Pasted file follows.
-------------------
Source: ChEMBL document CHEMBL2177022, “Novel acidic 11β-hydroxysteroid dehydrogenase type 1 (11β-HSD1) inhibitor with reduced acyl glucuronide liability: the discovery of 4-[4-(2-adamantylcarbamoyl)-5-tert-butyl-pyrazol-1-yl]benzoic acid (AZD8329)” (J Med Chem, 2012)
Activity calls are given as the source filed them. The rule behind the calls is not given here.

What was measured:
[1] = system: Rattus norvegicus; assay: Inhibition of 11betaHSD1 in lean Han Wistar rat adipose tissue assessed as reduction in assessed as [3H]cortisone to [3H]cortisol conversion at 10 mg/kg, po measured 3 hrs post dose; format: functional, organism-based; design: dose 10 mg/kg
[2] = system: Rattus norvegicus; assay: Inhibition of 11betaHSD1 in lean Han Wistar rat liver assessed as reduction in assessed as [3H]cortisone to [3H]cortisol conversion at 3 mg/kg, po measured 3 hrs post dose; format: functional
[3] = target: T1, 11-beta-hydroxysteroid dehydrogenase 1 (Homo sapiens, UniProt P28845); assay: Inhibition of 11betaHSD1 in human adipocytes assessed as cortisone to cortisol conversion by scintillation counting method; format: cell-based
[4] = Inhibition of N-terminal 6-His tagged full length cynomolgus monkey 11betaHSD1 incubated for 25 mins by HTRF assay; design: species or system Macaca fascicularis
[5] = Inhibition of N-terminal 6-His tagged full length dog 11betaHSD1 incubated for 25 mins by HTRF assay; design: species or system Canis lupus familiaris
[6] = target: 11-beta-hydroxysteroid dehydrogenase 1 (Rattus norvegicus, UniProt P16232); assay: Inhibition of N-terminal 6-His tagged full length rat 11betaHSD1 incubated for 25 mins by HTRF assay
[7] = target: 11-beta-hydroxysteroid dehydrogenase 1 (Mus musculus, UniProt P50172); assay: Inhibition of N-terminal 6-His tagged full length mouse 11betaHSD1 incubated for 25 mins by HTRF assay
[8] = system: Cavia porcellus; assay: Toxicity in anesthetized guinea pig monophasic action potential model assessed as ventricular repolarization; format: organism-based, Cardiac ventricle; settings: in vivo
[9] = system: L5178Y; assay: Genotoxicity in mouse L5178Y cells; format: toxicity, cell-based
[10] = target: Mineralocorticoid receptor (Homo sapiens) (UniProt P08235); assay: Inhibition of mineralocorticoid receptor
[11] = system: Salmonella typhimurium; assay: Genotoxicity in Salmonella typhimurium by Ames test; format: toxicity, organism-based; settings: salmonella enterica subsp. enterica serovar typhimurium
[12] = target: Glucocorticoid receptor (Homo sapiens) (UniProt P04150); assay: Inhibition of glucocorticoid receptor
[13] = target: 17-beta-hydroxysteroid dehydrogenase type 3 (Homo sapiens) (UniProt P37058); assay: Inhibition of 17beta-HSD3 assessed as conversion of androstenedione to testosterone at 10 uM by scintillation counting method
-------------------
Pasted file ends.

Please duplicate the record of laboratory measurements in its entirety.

Source: ChEMBL document CHEMBL2177022, “Novel acidic 11β-hydroxysteroid dehydrogenase type 1 (11β-HSD1) inhibitor with reduced acyl glucuronide liability: the discovery of 4-[4-(2-adamantylcarbamoyl)-5-tert-butyl-pyrazol-1-yl]benzoic acid (AZD8329)” (J Med Chem, 2012)
Activity calls are given as the source filed them. The rule behind the calls is not given here.

What was measured:
[1] = system: Rattus norvegicus; assay: Inhibition of 11betaHSD1 in lean Han Wistar rat adipose tissue assessed as reduction in assessed as [3H]cortisone to [3H]cortisol conversion at 10 mg/kg, po measured 3 hrs post dose; format: functional, organism-based; design: dose 10 mg/kg
[2] = system: Rattus norvegicus; assay: Inhibition of 11betaHSD1 in lean Han Wistar rat liver assessed as reduction in assessed as [3H]cortisone to [3H]cortisol conversion at 3 mg/kg, po measured 3 hrs post dose; format: functional
[3] = target: T1, 11-beta-hydroxysteroid dehydrogenase 1 (Homo sapiens, UniProt P28845); assay: Inhibition of 11betaHSD1 in human adipocytes assessed as cortisone to cortisol conversion by scintillation counting method; format: cell-based
[4] = Inhibition of N-terminal 6-His tagged full length cynomolgus monkey 11betaHSD1 incubated for 25 mins by HTRF assay; design: species or system Macaca fascicularis
[5] = Inhibition of N-terminal 6-His tagged full length dog 11betaHSD1 incubated for 25 mins by HTRF assay; design: species or system Canis lupus familiaris
[6] = target: 11-beta-hydroxysteroid dehydrogenase 1 (Rattus norvegicus, UniProt P16232); assay: Inhibition of N-terminal 6-His tagged full length rat 11betaHSD1 incubated for 25 mins by HTRF assay
[7] = target: 11-beta-hydroxysteroid dehydrogenase 1 (Mus musculus, UniProt P50172); assay: Inhibition of N-terminal 6-His tagged full length mouse 11betaHSD1 incubated for 25 mins by HTRF assay
[8] = system: Cavia porcellus; assay: Toxicity in anesthetized guinea pig monophasic action potential model assessed as ventricular repolarization; format: organism-based, Cardiac ventricle; settings: in vivo
[9] = system: L5178Y; assay: Genotoxicity in mouse L5178Y cells; format: toxicity, cell-based
[10] = target: Mineralocorticoid receptor (Homo sapiens) (UniProt P08235); assay: Inhibition of mineralocorticoid receptor
[11] = system: Salmonella typhimurium; assay: Genotoxicity in Salmonella typhimurium by Ames test; format: toxicity, organism-based; settings: salmonella enterica subsp. enterica serovar typhimurium
[12] = target: Glucocorticoid receptor (Homo sapiens) (UniProt P04150); assay: Inhibition of glucocorticoid receptor
[13] = target: 17-beta-hydroxysteroid dehydrogenase type 3 (Homo sapiens) (UniProt P37058); assay: Inhibition of 17beta-HSD3 assessed as conversion of androstenedione to testosterone at 10 uM by scintillation counting method